So what will separate them? Their completely different approaches end up about the same on the track. Russell is about 10 years younger than Whibley. He holds two GNCC XC2 Lites titles and likes the small bores so much that he races a KTM 350 even though he has the option of a 450. He is so confident in his speed that he rarely gets good starts, as he knows he can make passes and get to the front. And after crashing out of the first race of the season with a shoulder injury, he has proven both resilient and consistent, taking five wins and nine podiums in the last 11 races. His other two finishes were a pair of fourths.
And yet, he looks inconsistent next to the brick wall that is Whibs. In a season of 13 three-hour races, it's almost a given that something major will go wrong at least once during the year. Not for Whibley, the 2009 GNCC Champion. He's the blue-collar style racer, and in fact, he once actually held a blue-collar job, working in the forest service in his native New Zealand (hence his Axe man nickname). He built a pro career from nothing. Meanwhile, Russell's dad is 1991 AMA National Enduro Champion Jeff Russell (who also designs the GNCC tracks—Kailub and Jeff do not live in the same state or travel to the races together, and they even have to keep their distance on race weekends to avoid controversy. And yet, with this much at stake, expect that relationship to be controversial, anyway).
Whibley had finished on the podium in every round this year until taking fifth two weeks ago in Indiana. He's been devoid of major crashes or mechanicals the whole way, and he's been an absolute holeshot artist, getting just about every one of them this year. Whibley plays the veteran role to perfection. You know he'll get the start, you know he'll be strong to the end, and you know he'll never give up.
Championship pressure could play a factor, but neither Whibley nor Russell ever seem to wear much emotion on their sleeve. And Whibley has been here before with his 2009 title. It would be big for his Am-Pro Yamaha team, though, which hasn't won the GNCC title since Barry Hawk in 2003. And certainly it would be a boon for Yamaha to get its much-maligned YZ450F a championship (KTM, meanwhile, won last year's title with Mullins). But that Randy Hawkins-led Yamaha outfit knows what they're doing. Don't expect to see or feel much pressure over in the Am-Pro truck on Saturday morning.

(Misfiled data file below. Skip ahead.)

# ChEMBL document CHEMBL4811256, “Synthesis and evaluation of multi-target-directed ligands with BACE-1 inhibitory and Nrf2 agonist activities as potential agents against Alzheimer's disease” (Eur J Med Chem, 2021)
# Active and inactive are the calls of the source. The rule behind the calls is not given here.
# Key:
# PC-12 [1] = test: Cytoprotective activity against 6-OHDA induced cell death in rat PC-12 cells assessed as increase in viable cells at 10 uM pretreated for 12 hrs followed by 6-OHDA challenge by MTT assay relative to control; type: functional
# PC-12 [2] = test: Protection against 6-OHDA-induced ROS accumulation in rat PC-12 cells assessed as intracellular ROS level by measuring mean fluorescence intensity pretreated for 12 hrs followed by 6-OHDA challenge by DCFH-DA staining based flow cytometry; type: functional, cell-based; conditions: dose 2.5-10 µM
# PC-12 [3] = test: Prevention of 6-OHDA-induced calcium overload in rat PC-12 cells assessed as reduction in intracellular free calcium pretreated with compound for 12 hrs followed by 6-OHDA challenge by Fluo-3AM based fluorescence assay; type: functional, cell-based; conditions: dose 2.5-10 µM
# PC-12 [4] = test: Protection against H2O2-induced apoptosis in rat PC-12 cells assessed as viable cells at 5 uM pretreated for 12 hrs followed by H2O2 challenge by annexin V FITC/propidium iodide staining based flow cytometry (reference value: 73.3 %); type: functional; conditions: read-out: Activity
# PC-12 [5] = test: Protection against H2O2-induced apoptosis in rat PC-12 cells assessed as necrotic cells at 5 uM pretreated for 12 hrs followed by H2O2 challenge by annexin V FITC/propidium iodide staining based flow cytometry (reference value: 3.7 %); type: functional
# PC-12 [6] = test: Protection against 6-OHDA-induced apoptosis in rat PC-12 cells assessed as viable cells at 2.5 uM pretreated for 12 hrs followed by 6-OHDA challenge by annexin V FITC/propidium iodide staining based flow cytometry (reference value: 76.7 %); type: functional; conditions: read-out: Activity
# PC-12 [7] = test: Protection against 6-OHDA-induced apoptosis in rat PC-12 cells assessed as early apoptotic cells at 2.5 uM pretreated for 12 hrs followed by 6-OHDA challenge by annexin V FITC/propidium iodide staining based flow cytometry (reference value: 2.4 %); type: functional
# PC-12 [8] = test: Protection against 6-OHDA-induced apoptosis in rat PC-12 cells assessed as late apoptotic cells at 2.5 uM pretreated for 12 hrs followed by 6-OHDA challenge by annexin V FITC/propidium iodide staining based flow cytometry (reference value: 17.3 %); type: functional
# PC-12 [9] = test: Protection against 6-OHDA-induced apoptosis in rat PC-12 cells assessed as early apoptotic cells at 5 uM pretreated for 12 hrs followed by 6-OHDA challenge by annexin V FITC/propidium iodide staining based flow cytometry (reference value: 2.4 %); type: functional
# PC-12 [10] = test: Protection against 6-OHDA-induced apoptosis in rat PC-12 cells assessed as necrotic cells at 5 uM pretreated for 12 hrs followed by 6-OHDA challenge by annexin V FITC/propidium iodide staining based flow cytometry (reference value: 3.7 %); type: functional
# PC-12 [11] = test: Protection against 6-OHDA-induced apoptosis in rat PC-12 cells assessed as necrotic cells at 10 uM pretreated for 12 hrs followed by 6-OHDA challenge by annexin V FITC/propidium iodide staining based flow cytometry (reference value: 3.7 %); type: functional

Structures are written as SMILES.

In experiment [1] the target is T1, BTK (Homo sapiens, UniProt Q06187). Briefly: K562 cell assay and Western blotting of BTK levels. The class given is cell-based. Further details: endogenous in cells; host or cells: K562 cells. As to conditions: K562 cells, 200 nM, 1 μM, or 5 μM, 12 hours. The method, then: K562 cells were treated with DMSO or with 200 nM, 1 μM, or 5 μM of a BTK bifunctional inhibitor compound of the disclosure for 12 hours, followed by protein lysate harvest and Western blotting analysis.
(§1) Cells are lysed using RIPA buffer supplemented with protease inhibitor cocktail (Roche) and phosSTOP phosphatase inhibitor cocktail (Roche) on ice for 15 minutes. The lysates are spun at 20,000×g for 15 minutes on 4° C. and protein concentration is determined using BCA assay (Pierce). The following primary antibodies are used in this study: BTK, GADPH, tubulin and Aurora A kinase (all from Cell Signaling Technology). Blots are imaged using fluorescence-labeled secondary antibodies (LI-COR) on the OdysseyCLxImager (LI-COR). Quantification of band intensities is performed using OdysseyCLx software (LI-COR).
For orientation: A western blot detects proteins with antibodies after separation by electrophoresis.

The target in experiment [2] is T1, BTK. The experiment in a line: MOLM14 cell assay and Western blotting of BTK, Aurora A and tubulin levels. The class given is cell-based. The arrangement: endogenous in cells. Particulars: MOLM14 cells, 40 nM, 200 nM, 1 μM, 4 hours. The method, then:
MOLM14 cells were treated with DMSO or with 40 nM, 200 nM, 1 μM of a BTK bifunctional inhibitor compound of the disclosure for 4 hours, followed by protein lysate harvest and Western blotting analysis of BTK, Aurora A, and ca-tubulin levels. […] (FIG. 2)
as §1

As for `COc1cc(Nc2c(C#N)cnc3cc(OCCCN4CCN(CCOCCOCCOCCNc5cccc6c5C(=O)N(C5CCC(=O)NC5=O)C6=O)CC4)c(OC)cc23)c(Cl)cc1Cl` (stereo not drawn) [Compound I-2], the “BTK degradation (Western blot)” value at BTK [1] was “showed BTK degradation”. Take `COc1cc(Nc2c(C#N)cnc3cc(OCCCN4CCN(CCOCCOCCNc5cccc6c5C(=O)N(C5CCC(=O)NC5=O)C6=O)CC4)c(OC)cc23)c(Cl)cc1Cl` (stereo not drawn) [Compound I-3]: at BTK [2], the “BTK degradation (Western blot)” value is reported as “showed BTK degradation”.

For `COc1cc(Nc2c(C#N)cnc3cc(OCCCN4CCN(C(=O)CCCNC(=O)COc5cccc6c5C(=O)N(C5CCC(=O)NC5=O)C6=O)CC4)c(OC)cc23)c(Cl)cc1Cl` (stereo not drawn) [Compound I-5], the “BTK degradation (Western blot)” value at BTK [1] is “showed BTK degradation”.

As far as Russell goes, he has always seemed to treat his success as an inevitable result. Even Whibley isn't at all surprised by the challenge this year—he knew it was coming as soon as Russell moved up with two Lites titles under his belt. Russell is Ryan Villopoto-like about his business, never getting caught up in mind games, drama or confidence issues. He just shows up and rides fast and expects that to do the job. He may only be a second-year pro, and he might be gunning for his first premiere-class title, but he doesn't seem to be effected by any of it.
So, throw the theories aside. You've got two riders who couldn't be more different, but they're meeting in the middle, separated by one point with one race to go. Hard to say which approach is better, but soon we'll know which one results in a championship.
You can view live coverage of the season finale at GNCCRacing.com. Coverage begins at 1pm EST time, Saturday November 3.